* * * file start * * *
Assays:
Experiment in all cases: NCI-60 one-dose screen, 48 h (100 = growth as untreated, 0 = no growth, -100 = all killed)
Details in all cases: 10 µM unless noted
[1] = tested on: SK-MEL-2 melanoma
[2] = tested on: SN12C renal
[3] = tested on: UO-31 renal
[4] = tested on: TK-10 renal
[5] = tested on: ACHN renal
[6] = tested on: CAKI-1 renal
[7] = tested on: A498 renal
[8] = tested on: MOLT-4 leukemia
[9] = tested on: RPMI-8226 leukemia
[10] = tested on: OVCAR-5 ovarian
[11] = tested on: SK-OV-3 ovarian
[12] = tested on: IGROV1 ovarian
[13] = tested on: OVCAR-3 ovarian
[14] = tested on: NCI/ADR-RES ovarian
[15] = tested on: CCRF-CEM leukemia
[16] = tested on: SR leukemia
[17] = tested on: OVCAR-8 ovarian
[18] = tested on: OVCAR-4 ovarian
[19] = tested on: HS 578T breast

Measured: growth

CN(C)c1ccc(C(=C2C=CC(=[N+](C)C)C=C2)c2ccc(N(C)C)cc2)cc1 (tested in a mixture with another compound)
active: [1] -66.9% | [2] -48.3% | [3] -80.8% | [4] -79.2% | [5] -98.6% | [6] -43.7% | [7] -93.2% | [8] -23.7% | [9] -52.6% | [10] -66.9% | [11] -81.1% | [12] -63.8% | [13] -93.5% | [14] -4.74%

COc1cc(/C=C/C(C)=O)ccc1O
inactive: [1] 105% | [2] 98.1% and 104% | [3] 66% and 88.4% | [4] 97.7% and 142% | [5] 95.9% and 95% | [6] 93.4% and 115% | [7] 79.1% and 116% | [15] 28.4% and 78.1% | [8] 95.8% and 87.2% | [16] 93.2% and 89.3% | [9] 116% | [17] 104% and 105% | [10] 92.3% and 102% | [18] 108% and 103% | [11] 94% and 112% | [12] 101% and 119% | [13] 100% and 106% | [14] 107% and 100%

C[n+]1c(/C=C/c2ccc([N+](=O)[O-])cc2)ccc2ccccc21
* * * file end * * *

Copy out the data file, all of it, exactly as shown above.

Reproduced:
Assays:
Experiment in all cases: NCI-60 one-dose screen, 48 h (100 = growth as untreated, 0 = no growth, -100 = all killed)
Details in all cases: 10 µM unless noted
[1] = tested on: SK-MEL-2 melanoma
[2] = tested on: SN12C renal
[3] = tested on: UO-31 renal
[4] = tested on: TK-10 renal
[5] = tested on: ACHN renal
[6] = tested on: CAKI-1 renal
[7] = tested on: A498 renal
[8] = tested on: MOLT-4 leukemia
[9] = tested on: RPMI-8226 leukemia
[10] = tested on: OVCAR-5 ovarian
[11] = tested on: SK-OV-3 ovarian
[12] = tested on: IGROV1 ovarian
[13] = tested on: OVCAR-3 ovarian
[14] = tested on: NCI/ADR-RES ovarian
[15] = tested on: CCRF-CEM leukemia
[16] = tested on: SR leukemia
[17] = tested on: OVCAR-8 ovarian
[18] = tested on: OVCAR-4 ovarian
[19] = tested on: HS 578T breast

Measured: growth

CN(C)c1ccc(C(=C2C=CC(=[N+](C)C)C=C2)c2ccc(N(C)C)cc2)cc1 (tested in a mixture with another compound)
active: [1] -66.9% | [2] -48.3% | [3] -80.8% | [4] -79.2% | [5] -98.6% | [6] -43.7% | [7] -93.2% | [8] -23.7% | [9] -52.6% | [10] -66.9% | [11] -81.1% | [12] -63.8% | [13] -93.5% | [14] -4.74%

COc1cc(/C=C/C(C)=O)ccc1O
inactive: [1] 105% | [2] 98.1% and 104% | [3] 66% and 88.4% | [4] 97.7% and 142% | [5] 95.9% and 95% | [6] 93.4% and 115% | [7] 79.1% and 116% | [15] 28.4% and 78.1% | [8] 95.8% and 87.2% | [16] 93.2% and 89.3% | [9] 116% | [17] 104% and 105% | [10] 92.3% and 102% | [18] 108% and 103% | [11] 94% and 112% | [12] 101% and 119% | [13] 100% and 106% | [14] 107% and 100%

C[n+]1c(/C=C/c2ccc([N+](=O)[O-])cc2)ccc2ccccc21